Cryptocurrency attracts criminals the same as anything else that holds value.
In Swift Current alone, 2022 saw close to $360,000 get swept into various fraud scams, including the budding new concern of crypto scams.
For Swift Current City RCMP's Constable Gary Christopher, these crimes are different from regular fraud, as they often go after people looking to grow their portfolio.
"It's not just the older folks that fall for these scams, [catching] younger people who are looking for a true investment," said Christopher. "Some of the scams out there involve not-so-reputable companies who will entice potential investors to invest their life savings. When the time comes to withdraw the money or to find out how much money they've made, they have no access to their crypto funds."
Christopher says that here in the southwest, there are a few main scams that they worry about.
The first is an authoritative approach wherein bad actors impersonate government agencies like the CRA or police services. They demand payment for outstanding warrants or pretend they are a loved one who needs the target to post bail. Instead of demanding cash or credit, the new angle is to fish for crypto.
"Hopefully the message has gotten out there that those are scams because no agency will take gift cards," said Christopher. "Now they'll say you can go and purchase Bitcoin and then transfer it to their digital wallet."
To be very clear, no government agency will ever ask you to pay in bitcoin or any other cryptocurrency. If anyone ever asks you to purchase bitcoin from a bitcoin ATM for these or similar reasons, they are not to be trusted.
The second scam to be wary of has to do with clicking links on social media. Occasionally, people may see an advertisement in their feed claiming it will help educate them on how to trade in crypto.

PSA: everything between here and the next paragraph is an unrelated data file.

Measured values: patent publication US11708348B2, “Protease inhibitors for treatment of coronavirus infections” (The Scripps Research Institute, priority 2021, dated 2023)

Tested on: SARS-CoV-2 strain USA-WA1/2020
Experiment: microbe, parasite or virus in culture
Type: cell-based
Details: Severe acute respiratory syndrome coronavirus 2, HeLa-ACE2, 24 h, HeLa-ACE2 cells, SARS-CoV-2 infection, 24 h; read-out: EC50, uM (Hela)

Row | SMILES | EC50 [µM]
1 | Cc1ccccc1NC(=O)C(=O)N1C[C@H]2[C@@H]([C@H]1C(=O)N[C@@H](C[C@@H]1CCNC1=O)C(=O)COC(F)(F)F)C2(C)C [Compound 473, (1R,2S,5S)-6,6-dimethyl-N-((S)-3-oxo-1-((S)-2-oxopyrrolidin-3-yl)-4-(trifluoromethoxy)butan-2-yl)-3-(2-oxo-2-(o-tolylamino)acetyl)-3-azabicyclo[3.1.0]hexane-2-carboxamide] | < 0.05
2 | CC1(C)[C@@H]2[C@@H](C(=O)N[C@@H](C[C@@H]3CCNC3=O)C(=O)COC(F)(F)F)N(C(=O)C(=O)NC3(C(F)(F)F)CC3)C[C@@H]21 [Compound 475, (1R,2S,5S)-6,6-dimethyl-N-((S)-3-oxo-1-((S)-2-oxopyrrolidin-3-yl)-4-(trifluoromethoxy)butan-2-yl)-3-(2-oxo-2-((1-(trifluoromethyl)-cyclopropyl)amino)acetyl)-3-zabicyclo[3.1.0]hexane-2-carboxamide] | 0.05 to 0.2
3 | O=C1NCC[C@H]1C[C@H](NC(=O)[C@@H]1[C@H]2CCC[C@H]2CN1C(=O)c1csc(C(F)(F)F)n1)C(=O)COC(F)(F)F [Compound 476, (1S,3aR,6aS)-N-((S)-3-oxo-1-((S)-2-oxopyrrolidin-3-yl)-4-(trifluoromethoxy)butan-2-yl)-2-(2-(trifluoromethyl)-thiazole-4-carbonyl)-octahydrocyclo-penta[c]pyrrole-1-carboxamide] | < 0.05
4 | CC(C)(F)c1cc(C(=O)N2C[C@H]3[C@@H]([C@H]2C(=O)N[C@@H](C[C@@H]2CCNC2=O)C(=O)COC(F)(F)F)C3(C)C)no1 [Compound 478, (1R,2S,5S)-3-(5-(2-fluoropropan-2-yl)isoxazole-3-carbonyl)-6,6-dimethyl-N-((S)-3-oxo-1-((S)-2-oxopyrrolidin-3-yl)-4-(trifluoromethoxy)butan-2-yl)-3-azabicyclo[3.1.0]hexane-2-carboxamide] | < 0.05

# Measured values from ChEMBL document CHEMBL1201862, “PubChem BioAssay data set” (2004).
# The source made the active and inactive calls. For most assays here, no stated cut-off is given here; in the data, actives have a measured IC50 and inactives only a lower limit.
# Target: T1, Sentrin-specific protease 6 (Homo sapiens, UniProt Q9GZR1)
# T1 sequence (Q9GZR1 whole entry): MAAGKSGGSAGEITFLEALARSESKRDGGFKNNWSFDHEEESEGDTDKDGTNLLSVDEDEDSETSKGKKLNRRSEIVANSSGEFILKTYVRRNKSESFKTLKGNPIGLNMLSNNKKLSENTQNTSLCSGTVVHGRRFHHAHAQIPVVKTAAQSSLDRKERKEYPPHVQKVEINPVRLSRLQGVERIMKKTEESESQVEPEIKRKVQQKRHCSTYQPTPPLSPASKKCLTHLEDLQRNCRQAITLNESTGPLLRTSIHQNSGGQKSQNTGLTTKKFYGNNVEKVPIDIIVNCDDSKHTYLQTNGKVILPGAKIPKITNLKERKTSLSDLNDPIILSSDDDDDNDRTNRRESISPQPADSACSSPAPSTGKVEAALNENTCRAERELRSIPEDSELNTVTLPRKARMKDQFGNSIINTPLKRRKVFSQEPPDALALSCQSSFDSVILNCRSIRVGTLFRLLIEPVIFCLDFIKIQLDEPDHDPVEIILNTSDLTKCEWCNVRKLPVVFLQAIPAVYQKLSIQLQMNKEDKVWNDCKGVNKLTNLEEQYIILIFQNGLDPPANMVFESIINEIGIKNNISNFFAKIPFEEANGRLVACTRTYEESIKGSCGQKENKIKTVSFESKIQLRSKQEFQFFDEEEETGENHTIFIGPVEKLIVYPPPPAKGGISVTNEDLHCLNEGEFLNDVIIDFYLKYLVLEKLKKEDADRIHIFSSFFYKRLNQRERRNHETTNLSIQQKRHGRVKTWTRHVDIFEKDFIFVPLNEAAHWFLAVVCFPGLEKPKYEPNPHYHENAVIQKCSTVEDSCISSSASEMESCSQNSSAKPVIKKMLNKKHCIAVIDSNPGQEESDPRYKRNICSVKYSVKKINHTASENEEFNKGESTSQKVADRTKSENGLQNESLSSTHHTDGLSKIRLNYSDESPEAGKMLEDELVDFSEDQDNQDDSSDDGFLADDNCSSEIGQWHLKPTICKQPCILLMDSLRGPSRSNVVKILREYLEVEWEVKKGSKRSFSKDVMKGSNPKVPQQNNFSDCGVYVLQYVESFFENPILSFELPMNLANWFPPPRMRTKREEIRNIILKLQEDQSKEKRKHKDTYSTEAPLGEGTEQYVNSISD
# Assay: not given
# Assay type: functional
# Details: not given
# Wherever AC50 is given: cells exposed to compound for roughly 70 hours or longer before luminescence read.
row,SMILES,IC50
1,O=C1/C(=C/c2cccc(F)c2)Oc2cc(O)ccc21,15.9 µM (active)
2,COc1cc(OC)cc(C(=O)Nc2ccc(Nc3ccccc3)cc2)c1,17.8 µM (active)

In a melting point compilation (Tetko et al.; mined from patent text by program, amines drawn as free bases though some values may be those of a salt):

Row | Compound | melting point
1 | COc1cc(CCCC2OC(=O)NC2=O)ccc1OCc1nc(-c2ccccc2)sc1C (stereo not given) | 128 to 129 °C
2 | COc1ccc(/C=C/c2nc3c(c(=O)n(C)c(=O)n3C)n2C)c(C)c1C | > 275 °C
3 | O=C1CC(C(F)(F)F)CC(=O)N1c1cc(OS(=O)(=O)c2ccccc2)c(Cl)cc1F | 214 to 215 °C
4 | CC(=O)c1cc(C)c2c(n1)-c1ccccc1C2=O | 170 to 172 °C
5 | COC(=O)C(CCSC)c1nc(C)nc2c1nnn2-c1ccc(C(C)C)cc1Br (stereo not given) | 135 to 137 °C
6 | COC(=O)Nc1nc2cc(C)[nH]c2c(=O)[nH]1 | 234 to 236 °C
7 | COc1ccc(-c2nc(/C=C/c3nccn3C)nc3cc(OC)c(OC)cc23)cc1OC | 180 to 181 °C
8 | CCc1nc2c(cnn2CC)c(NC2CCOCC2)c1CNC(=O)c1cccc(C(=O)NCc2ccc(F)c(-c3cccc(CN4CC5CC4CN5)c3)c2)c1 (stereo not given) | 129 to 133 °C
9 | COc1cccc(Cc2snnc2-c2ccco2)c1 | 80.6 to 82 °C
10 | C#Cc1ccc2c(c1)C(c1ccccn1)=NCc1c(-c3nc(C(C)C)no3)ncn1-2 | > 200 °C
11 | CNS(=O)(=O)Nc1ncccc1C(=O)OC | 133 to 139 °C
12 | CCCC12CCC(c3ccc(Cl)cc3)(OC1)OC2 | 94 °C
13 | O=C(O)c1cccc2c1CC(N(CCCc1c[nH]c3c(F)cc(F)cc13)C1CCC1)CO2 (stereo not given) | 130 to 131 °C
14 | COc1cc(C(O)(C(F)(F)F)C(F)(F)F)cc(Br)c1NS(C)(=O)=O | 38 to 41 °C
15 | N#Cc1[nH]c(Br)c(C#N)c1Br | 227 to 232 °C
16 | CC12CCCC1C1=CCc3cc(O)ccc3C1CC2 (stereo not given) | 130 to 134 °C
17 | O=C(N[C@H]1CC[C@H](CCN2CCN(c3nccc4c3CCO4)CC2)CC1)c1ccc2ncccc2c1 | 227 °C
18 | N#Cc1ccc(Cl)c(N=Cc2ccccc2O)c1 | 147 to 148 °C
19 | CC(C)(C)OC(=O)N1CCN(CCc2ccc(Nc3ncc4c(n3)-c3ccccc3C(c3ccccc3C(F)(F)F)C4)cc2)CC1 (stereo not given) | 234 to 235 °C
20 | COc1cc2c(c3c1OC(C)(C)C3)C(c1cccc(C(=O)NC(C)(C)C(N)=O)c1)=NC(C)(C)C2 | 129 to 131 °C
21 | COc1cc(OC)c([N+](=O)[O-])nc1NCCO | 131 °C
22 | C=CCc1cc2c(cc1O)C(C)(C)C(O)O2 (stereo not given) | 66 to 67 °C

"Scammers will say 'OK, send 200 bucks and we will teach you how to turn your life savings/investments into profit," said Christopher.
While they may use terminology to seem like investment experts or like they are knowledgeable in the crypto field, they are simply fishing for a few quick cash grabs. Once someone agrees to send them that first payment, they may claim it didn't go through and that they need the individual to try sending another $200 before they can continue to 'help'.
"They'll turn around and say 'Well, we have some materials to send to you, so why don't you send us more money so we can print off this material and then ship it to you?'," expanded Christopher. "That's kind of a little bit lower dollar figures that victims are losing, but they're still losing money."
The third and final scam is false advertising about cryptocurrency. This one will again often take place on social media. These ones are very dangerous because they make use of get-rich-quick clickbait. The ads trick folks into sending them their entire life savings under the premise of a massive payout. Instead of the opportunity of a lifetime, scammers just pocket the money and are never heard from again.
"Basically, if the investment looks too good to be true, it probably is," summarized Christopher. "It's very important that if you do choose to invest that you use a major reputable trading platform or an online exchange that you trust, and do your research to protect yourself. If you do fall for a scam, report it to us immediately."
It's worth noting that cryptocurrency is very similar to traditional stocks when investing. The value can change, rising and falling. One day it might be worth pennies on the dollar. The next, it could surge ahead in value, turning a large profit for those who bought in while prices were down. The key is, as Christopher said, to use trusted platforms, and to educate oneself before committing any personal finances.
In the combined southern half of the province, closer to $900,000 has been stolen from people in these and other scams over the course of the last year.